When it comes to finances, there are many who simply do not know what to do. How much does one save for retirement? What about college for the kids? How does one overcome significant debt? Are there really solutions, or do people just get lucky?
Growing up in a large family and the son of small business owners, Tony Madsen saw firsthand how stressful finances can be. So, when he graduated from Redwood Valley High School in 2003, he went off to find a way to help others see dealing with personal finance does not have to be so stressful.
Madsen went on to study at Augustana University in Sioux Falls, S.D. where he earned a degree in business with an emphasis on finance.
Madsen admitted he wasn’t a model student growing up.
“I think under-applied fits well here,” Madsen said.  
When Madsen found himself studying the concepts of finance and economics he discovered that was where he belonged and that there was a way he could help others.
“As a financial planner, I have the opportunity to shape how people view their finances,” said Madsen, adding the right kind of advice can really make a difference and helps relieve the stress of the unknown.
After graduating from college, Madsen went to work for a Fortune 500 financial services company. He discovered his plan to become a  financial advisor meant more study and years of on-the-job experiences.
“I quickly realized I needed to further my education and experience to be comfortable working with clients,” said Madsen.
He furthered his education by becoming a CERTIFIED FINANCIAL PLANNER™ practitioner, which requires completing coursework and passing a very rigorous exam.
Madsen continued to gain work experience through various positions within the financial services industry and as a Financial Advisor in an Edina practice. These roles meant working with clients and other advisors across the United States.
“I knew I wanted to become a financial planner and work directly with clients, and I built a career with that in mind,” said Madsen.
What he learned along the way was to be good at what he did meant establishing a deep relationship with the people he served and proving his skill as a financial planner.  
“This is what I enjoy doing,” said Madsen. “I have a passion for serving people through personal finance.”
Working in the metro area, Madsen and his family were able to establish a network of friends and had access to many personal and professional opportunities.
Yet, in the end, Madsen felt drawn back to his roots. He and his wife, Michelle, who is also a graduate of Redwood Valley High School and is currently teaching at her alma mater, determined, after their son Carsten was born, the place they grew up was where they wanted to raise their family.
By that time Madsen had opted to go off on his own and opened his own company known as NewLeaf Financial Guidance. The name, he explained, is intended to give prospective clients the perspective on finances he offers them – turning over a new leaf and heading in the direction that is best for them and their future.
“It’s about new beginnings,” said Madsen. “No matter what you have done financially in the past, it is never too late to turn over a new leaf.”
Knowing his role as a financial guide and the owner of his own business meant he could do his job from anywhere led Madsen and his family back home to Redwood Falls.  Madsen has an office in the old human services building next to the Redwood County courthouse.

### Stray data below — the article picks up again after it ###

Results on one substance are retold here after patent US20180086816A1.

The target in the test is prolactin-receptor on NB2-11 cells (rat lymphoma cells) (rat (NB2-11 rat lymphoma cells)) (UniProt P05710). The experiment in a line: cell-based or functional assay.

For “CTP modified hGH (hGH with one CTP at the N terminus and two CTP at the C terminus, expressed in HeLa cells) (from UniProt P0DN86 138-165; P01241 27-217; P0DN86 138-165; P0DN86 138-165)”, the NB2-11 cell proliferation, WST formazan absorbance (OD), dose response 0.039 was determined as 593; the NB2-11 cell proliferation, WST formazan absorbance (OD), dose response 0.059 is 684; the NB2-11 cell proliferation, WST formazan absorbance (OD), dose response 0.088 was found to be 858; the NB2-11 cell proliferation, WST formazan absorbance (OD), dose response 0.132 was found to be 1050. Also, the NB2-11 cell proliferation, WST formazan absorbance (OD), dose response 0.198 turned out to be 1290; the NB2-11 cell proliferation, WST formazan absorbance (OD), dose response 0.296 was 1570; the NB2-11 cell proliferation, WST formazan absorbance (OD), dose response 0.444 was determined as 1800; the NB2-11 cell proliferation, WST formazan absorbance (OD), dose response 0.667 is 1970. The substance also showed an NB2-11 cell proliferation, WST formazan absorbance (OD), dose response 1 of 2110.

“We decided it was important for our son and for us to be around friends and family,” said Madsen, adding there is just something about the rural way of life that drew them out of the metro area and back to southwestern Minnesota.
In addition Madsen felt moving back to their hometown gave him and his wife the privilege of getting involved in the community that had done so much for them.
Madsen said he is not just in the area to see his own financial success. For him it is about serving the community in which he grew up and helping make a difference.
“Redwood Falls was a great place to grow up,” said Madsen. “I want to make sure it’s a great place for Carsten and future generations as well.”
While working in a small town does have a few limitations, Madsen added technology has really opened doors for his practice, as they can have clients anywhere and still interact with them. Yes, he said, those face-to-face meetings with clients are extremely valuable, but, in a world where one can communicate in seconds and through online avenues, such as Skype and FaceTime, the options for his business go well beyond the borders of the Redwood area. Having registered with the State of Minnesota and the Securities and Exchange Commission (SEC), Madsen not only is able to provide his services throughout the state but to a number of people in other states as well.
Madsen said through NewLeaf Financial Guidance he offers what is known as a fee-only model for clients. That, he explained, means his pricing is up-front and straightforward.  He charges a flat fee and does not accept commission on any advice he offers to people.
“The people I work with know exactly what services they can expect from me and the total cost of doing business.  Transparency is very important to me,” said Madsen.
Madsen said he focuses on working with small business owners (including farmers and truckers), medical professionals and business professionals under the age of 45, but he added his client base is made up of people of all ages.
To find out more about the financial planning advice Madsen offers, visit the NewLeaf Financial Guidance Web site at www.newleaffinancialguidance.com.